Late last week, Brock Turner was given a six-month sentence in a county jail for sexually assaulting a woman outside a frat party at Stanford University in January 2015. The assault, one of one of an estimated 290,000 that occurred in the U.S. last year, was interrupted when two graduate students on bikes came upon Turner raping the woman behind a dumpster, tackled him and called the police. The details and outcome of the trial are sadly familiar: the nominal sentence (Turner could have faced as many as 14 years in a state prison, and according to one report he may end up only serving half his sentence); the sympathetic portrayal of Turner as a great guy and champion swimmer; the suggestion that the victim, who was intoxicated and unconscious, enjoyed the assault.
What’s drawn global attention to the case is the statement released to BuzzFeed News by the victim. In 7,000 haunting words, she tells the story of the aftermath of her attack: the confusion, the physical and emotional trauma, and the utter loss of privacy, sense of safety and control. It’s a painful read, but a powerful one. Near the end, she thanks the friends and strangers who have supported her and the two men who saved her.
“I sleep with two bicycles that I drew taped above my bed to remind myself there are heroes in this story,” the victim wrote. “That we are looking out for one another.”
We all need to remind ourselves that there are heroes out there and that each of us can be one, too. It’s an especially important message for boys and men to receive. While Turner has still not taken responsibility for his actions — he describes what happened that night as the product of a culture of drinking, peer pressure and “sexual promiscuity” — the two men on bikes saw it instantly for what it was: a criminal violation of another human being. The victim said she was later told that one of the men wept because he was so upset about the state he found her in.
There are plenty of men and boys who feel horror and sadness over what happened to the woman. But they may not realize that they can also play a role in stopping sexual violence. It doesn’t have to be a dramatic rescue. It can be challenging a hateful joke, sticking up for a colleague who’s being harassed or kicking a predatory drunk guy out of a party. “If anything is going to change the culture of rape in our society, it will be a turnaround led by men,” writes CNN’s Mel Robbins in a piece urging parents to show their sons the letter. “Every man has a choice. To rape or not. To rescue or ignore. To deliver justice or give someone a slap on the wrist.”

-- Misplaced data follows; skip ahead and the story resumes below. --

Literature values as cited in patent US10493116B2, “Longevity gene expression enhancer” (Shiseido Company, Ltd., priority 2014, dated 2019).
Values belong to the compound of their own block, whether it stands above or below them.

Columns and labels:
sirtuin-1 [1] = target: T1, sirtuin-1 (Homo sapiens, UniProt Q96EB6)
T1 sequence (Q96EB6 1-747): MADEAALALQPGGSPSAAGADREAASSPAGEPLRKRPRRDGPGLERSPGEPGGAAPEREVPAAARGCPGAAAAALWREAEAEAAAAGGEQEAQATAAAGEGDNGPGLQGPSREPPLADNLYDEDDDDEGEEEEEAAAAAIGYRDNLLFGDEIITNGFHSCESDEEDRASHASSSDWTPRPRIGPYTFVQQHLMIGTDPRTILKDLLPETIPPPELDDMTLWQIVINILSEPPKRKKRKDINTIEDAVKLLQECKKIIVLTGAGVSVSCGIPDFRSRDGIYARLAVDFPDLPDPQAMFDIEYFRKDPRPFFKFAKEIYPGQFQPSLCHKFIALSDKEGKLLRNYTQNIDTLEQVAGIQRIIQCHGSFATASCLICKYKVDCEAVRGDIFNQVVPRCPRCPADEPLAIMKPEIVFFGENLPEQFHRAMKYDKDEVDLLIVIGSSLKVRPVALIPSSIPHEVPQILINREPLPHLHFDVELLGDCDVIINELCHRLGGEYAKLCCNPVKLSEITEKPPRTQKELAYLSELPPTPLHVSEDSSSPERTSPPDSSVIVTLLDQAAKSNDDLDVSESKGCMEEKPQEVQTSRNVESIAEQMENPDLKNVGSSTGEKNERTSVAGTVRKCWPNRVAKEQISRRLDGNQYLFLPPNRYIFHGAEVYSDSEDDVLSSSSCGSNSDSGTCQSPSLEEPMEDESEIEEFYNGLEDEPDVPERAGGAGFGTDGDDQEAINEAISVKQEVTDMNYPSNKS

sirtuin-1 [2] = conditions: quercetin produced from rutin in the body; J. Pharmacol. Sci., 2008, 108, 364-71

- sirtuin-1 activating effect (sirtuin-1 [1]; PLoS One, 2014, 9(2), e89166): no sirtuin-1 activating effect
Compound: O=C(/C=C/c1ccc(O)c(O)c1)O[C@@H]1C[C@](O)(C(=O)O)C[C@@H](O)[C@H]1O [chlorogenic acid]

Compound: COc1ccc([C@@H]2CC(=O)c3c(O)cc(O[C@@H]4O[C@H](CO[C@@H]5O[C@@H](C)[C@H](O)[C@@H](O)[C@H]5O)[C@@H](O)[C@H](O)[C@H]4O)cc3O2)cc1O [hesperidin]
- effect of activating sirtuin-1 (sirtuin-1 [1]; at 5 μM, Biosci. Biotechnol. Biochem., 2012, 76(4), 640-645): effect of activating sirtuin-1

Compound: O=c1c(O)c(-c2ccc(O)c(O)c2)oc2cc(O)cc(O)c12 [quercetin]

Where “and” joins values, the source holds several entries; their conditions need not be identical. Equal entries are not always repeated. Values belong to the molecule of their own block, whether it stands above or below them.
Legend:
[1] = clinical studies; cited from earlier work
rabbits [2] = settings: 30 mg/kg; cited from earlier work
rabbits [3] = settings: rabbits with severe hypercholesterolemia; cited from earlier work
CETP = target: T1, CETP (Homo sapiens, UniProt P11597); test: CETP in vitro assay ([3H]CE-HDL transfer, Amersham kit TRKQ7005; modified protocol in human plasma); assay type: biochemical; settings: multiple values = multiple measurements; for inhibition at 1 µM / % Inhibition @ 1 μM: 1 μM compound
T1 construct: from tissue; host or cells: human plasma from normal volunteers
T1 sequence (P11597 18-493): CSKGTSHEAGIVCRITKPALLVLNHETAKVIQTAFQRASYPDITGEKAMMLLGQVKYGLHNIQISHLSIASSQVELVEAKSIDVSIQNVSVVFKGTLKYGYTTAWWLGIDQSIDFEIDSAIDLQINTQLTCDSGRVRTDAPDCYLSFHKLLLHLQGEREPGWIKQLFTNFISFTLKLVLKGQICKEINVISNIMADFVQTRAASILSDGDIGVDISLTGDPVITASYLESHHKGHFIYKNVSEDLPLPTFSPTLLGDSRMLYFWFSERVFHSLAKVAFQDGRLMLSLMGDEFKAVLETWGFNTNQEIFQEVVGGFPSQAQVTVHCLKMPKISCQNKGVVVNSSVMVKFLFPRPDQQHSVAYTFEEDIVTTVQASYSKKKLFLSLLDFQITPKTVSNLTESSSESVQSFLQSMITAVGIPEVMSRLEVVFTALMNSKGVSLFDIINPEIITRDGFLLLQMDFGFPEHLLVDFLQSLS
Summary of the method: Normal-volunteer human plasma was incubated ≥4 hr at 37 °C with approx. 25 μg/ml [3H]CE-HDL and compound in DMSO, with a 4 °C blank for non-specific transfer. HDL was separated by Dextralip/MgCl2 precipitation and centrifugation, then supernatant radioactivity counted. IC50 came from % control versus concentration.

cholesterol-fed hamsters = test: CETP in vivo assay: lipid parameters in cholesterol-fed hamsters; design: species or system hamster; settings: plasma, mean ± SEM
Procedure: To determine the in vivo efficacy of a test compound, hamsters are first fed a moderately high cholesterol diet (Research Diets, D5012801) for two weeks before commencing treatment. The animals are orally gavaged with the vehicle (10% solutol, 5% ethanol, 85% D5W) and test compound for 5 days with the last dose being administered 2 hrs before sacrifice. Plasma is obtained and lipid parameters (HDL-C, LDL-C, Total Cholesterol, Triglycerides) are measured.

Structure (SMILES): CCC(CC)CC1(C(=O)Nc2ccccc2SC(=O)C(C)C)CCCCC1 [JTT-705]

In April 2015, four young guys on skateboards at a Calgary mall made a choice to rescue a 15-year-old girl who was being raped by an older man. Three of the boys chased the man and held him until the police arrived, while the fourth kid stayed with the girl to protect her. “She needed help and we needed to be there for her,” one of the guys told the press. It was just the humane and ethical thing to do, he said.
And, of course, it’s not just men who step up. Just a few weeks ago, three women at a restaurant in Santa Monica witnessed a man pouring liquid from a small vial into his date’s drink while she was in the bathroom. They alerted the staff, told the woman and called the police, who arrested the man. (He had more vials of liquid in his home.)
All too often, women who are assaulted are made to feel that there is something they could have done to prevent what happened. They shouldn’t have drank that much, flirted with that guy, walked through that park, worn that outfit. It’s as though the rapist’s role in the assault was a reasonable reaction to a provocation rather than a violent and dehumanizing act. Consider Brock Turner’s father, who referred to the rape as “20 minutes of action” and argued that a jail sentence was unfair because it would ruin his son’s life.
This is why stories of interventions have such power. Not only did these strangers stop, and in one case prevent, an assault, they reminded the victims — and the rest of the world — that those women deserved to be safe from harm, that what happened to them was wrong and, most significantly, that they don’t have to fight back or deal with their pain on their own.